In September this year, the police detained 11 members of a residential colony in Mumbai’s Vasai suburb for disrupting communal harmony in the society. They had refused to issue a No Objection Certificate to a Muslim man who wanted to buy a flat in the building.
“Muslims gandagi phailate hain (Muslims are dirty),” Vikarahmed Khan, 32, a glass merchant from Vasai, claims to have been told by the members.
The secretary of the building had reportedly written a letter to Kantaben Patel – the person whose flat Khan was supposed to buy – to sell the flat to all but a Muslim “in the interest of the members of the society”, as the building did not want a non-vegetarian family.
- Buyers are denied a house by builders due to their religion, caste, gender, sexual orientation, dietary choices
- Keeping this in mind, the Centre decided to include an anti-discriminatory clause in The Real Estate (Regulation and Development) Act, 2016 (RERA)
- However, while drafting its rules, Maharashtra State Government omitted this particular clause
- If the state does not take a clear stand, it gives license to fragmentation of the society
- The dilution of the Centre’s law by the state would benefit the builders across the state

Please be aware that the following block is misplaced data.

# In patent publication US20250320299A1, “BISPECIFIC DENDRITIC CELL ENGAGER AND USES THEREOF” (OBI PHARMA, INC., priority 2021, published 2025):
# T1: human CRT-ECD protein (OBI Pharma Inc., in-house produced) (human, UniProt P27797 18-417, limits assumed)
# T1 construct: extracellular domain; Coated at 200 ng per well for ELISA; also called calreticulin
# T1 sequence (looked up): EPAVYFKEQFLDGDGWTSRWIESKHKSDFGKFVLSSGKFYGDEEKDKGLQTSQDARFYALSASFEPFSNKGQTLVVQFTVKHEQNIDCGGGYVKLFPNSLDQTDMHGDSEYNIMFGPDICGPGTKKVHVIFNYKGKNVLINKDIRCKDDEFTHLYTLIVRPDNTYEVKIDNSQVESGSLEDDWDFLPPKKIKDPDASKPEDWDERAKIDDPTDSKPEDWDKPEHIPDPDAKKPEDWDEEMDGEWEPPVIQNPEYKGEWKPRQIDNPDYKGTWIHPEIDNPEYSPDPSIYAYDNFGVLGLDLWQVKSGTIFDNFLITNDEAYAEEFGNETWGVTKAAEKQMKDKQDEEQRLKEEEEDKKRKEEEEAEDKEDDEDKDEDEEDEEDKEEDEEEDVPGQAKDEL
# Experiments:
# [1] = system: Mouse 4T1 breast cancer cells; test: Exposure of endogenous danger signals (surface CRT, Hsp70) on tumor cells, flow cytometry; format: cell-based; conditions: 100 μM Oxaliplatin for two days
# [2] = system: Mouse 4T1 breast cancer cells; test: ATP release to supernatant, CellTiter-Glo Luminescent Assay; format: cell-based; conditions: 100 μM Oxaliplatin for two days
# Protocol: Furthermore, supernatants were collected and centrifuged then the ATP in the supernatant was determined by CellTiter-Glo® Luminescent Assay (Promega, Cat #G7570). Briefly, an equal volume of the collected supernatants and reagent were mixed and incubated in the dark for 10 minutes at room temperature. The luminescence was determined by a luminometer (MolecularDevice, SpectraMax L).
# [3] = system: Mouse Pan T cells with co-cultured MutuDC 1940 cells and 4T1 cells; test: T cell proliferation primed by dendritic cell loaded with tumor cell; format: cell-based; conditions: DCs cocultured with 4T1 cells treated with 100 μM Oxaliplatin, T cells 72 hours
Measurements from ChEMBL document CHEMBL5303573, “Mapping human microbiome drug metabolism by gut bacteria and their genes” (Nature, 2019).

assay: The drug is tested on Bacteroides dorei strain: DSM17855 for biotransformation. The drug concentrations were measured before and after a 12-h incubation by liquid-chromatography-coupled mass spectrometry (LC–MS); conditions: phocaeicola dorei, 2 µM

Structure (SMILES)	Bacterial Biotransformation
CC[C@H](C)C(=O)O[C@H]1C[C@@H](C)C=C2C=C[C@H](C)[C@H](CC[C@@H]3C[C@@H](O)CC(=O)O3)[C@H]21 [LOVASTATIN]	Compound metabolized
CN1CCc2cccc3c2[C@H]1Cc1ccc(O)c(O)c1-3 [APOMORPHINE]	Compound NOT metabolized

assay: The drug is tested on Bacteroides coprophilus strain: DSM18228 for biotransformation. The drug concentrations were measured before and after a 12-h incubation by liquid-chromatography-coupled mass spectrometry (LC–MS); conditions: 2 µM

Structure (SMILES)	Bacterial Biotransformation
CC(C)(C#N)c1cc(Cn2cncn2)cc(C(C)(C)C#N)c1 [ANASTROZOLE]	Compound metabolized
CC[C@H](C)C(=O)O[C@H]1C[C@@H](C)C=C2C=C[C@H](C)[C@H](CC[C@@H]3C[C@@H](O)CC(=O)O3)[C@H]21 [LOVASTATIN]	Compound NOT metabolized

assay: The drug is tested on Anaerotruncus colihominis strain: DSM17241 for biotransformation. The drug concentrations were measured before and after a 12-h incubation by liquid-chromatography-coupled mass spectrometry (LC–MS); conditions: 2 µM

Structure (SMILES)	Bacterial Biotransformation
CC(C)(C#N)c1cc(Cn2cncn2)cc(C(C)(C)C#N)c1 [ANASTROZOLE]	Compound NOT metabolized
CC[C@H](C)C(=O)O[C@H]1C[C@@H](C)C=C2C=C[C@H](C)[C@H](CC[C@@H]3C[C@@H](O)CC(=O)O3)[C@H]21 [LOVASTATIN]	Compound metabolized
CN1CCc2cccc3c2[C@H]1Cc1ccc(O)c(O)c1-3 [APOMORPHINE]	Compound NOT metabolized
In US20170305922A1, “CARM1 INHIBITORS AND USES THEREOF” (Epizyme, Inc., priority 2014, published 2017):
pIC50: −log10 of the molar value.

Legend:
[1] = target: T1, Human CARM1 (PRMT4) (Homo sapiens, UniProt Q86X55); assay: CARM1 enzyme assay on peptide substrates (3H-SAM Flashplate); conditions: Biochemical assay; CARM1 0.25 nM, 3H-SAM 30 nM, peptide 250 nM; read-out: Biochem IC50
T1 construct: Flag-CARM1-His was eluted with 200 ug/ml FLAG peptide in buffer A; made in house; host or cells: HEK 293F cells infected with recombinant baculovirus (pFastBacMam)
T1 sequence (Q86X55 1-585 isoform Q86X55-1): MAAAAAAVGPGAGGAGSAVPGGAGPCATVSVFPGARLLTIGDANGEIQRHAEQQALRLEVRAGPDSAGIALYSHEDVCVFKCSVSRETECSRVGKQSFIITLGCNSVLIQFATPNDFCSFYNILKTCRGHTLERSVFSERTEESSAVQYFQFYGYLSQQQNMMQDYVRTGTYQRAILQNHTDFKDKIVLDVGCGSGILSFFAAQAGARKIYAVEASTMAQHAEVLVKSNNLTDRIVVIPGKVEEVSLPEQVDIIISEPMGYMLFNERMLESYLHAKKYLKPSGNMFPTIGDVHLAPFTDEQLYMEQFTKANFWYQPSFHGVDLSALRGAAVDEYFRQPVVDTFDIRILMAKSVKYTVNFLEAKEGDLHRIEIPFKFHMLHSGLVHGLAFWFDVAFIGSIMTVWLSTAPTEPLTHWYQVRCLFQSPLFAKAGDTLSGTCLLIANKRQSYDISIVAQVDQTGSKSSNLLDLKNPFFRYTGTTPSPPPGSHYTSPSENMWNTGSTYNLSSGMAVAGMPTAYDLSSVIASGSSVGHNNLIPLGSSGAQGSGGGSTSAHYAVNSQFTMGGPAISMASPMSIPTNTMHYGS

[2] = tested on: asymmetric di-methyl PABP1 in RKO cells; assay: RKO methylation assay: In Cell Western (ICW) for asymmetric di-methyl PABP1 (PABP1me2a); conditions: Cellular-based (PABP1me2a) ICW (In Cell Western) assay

Hazards of Omitting the Anti-Discriminatory Law
“Keeping in mind the endemic of such instances across the country, the centre, while drafting rules to facilitate The Real Estate (Regulation and Development) Act, 2016 (RERA) for the Union Territories in India, included an anti-discriminatory clause. However, while drafting its rules, Maharashtra State Government has omitted this particular clause, among a few other deviations, citing the constitution already guarantees the equal right, which is why a categorical rule is not necessary.”
Even though the anti-discriminatory clause of the Centre is supposed to provide recourse to buyers who are denied a house by builders due to their religion, caste, gender, sexual orientation, dietary choices and so on, experts say it is not specific or strong enough because it does not detail the types of discrimination.
“I think the anti-discriminatory clause is inadequate and could have been stronger,” said Chandrashekhar Prabhu, a respected Mumbai-based town-planner. “But it was at least there. The omission of the clause would further strengthen those who are trying to create divisions in the society.”
Housing Minister Prakash Mehta did not respond to calls. However, Under Secretary Prashant Badgeri, refusing to comment on the particular issue, only said the rules are open to suggestions and objections until 23 December.
The state’s defence is that the omission of the anti-discriminatory clause would have no tangible impact on the ground because everyone is bound by the Constitution and the police would have to act against discrimination, since it is unconstitutional.
Finding a Room of One’s Own
Asim Sarode, a well-known lawyer based in Pune, said that even though the Indian Penal Code would be applicable in such cases to an extent, the fight against discrimination would intensify with this dilution. “What was the harm in keeping the clause?” he asked. “When we have rampant practices of discrimination, we need a rule to underline the constitutional right. The police force, which in any case is not very cooperative, would have had more clarity.”